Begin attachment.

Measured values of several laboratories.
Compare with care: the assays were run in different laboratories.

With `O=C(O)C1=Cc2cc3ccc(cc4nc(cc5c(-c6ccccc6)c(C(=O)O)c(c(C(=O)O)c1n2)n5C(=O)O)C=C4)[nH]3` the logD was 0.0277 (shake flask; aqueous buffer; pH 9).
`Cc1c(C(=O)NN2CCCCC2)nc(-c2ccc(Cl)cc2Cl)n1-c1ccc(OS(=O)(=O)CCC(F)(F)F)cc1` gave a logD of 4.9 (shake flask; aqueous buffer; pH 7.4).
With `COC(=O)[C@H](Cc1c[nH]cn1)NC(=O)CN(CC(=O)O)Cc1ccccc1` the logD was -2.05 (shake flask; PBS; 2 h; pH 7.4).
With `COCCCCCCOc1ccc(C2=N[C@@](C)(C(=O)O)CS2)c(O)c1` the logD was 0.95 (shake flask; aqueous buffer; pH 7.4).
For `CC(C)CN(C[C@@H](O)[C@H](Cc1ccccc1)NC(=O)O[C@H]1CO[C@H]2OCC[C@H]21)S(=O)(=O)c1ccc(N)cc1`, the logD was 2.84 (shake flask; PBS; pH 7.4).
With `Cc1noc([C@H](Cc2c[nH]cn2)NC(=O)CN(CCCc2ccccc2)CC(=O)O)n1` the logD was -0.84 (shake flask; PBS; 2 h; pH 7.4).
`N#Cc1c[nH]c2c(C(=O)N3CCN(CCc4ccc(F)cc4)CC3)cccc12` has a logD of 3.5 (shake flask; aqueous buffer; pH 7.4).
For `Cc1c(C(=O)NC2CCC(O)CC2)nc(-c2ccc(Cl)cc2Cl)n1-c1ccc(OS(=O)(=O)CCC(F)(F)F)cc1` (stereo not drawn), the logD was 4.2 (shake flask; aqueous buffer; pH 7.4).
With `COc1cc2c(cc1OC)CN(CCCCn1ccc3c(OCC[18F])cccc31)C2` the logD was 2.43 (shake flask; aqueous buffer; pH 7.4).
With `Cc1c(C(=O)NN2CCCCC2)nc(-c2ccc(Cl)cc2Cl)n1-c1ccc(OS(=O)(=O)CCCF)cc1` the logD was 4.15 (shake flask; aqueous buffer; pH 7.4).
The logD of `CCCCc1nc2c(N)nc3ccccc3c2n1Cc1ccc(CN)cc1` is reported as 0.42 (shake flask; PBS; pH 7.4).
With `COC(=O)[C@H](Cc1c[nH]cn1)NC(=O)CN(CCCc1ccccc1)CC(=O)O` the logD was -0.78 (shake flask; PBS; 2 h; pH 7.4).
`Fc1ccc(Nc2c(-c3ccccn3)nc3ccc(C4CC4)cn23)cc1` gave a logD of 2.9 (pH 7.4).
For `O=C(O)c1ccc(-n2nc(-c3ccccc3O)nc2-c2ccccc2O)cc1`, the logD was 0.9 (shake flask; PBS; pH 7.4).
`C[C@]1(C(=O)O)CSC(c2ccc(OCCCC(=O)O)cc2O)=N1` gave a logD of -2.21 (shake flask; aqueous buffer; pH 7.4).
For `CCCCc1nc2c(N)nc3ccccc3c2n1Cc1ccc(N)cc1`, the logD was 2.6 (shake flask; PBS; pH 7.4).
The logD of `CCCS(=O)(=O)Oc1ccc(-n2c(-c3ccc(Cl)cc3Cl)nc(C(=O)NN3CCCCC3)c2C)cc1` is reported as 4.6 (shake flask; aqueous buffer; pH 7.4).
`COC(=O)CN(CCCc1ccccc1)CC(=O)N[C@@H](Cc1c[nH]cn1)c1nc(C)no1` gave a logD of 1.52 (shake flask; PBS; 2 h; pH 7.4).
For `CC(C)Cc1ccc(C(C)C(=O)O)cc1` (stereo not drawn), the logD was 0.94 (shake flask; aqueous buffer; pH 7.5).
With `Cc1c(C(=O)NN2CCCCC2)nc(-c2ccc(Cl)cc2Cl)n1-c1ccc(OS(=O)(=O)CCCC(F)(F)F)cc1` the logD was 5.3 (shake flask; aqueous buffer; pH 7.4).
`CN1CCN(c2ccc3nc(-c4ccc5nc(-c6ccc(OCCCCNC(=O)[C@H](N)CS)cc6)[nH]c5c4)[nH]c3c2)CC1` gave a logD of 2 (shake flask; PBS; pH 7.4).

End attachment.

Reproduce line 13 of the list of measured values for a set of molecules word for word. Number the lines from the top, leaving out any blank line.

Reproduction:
The logD of `CCCCc1nc2c(N)nc3ccccc3c2n1Cc1ccc(CN)cc1` is reported as 0.42 (shake flask; PBS; pH 7.4).